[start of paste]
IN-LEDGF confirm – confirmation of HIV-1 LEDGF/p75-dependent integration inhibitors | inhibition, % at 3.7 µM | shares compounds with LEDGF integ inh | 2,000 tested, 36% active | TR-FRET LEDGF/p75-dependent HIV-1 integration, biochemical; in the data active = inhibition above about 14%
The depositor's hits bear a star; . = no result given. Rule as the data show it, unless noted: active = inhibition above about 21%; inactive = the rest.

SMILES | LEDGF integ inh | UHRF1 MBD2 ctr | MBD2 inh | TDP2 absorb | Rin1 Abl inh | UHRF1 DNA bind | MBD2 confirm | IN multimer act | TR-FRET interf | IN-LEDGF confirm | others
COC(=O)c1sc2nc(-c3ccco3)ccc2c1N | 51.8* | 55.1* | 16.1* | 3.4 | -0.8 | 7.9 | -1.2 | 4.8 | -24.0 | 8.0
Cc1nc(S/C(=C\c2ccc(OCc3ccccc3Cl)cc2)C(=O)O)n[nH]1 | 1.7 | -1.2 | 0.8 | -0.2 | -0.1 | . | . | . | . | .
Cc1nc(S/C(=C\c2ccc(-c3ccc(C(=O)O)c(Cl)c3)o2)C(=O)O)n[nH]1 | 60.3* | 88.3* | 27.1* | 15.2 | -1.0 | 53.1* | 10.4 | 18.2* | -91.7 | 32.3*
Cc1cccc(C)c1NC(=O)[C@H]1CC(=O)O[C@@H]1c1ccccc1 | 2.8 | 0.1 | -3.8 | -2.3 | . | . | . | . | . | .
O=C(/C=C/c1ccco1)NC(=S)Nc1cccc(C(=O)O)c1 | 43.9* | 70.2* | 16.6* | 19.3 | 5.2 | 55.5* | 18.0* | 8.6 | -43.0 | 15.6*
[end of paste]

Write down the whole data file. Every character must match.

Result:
IN-LEDGF confirm – confirmation of HIV-1 LEDGF/p75-dependent integration inhibitors | inhibition, % at 3.7 µM | shares compounds with LEDGF integ inh | 2,000 tested, 36% active | TR-FRET LEDGF/p75-dependent HIV-1 integration, biochemical; in the data active = inhibition above about 14%
The depositor's hits bear a star; . = no result given. Rule as the data show it, unless noted: active = inhibition above about 21%; inactive = the rest.

SMILES | LEDGF integ inh | UHRF1 MBD2 ctr | MBD2 inh | TDP2 absorb | Rin1 Abl inh | UHRF1 DNA bind | MBD2 confirm | IN multimer act | TR-FRET interf | IN-LEDGF confirm | others
COC(=O)c1sc2nc(-c3ccco3)ccc2c1N | 51.8* | 55.1* | 16.1* | 3.4 | -0.8 | 7.9 | -1.2 | 4.8 | -24.0 | 8.0
Cc1nc(S/C(=C\c2ccc(OCc3ccccc3Cl)cc2)C(=O)O)n[nH]1 | 1.7 | -1.2 | 0.8 | -0.2 | -0.1 | . | . | . | . | .
Cc1nc(S/C(=C\c2ccc(-c3ccc(C(=O)O)c(Cl)c3)o2)C(=O)O)n[nH]1 | 60.3* | 88.3* | 27.1* | 15.2 | -1.0 | 53.1* | 10.4 | 18.2* | -91.7 | 32.3*
Cc1cccc(C)c1NC(=O)[C@H]1CC(=O)O[C@@H]1c1ccccc1 | 2.8 | 0.1 | -3.8 | -2.3 | . | . | . | . | . | .
O=C(/C=C/c1ccco1)NC(=S)Nc1cccc(C(=O)O)c1 | 43.9* | 70.2* | 16.6* | 19.3 | 5.2 | 55.5* | 18.0* | 8.6 | -43.0 | 15.6*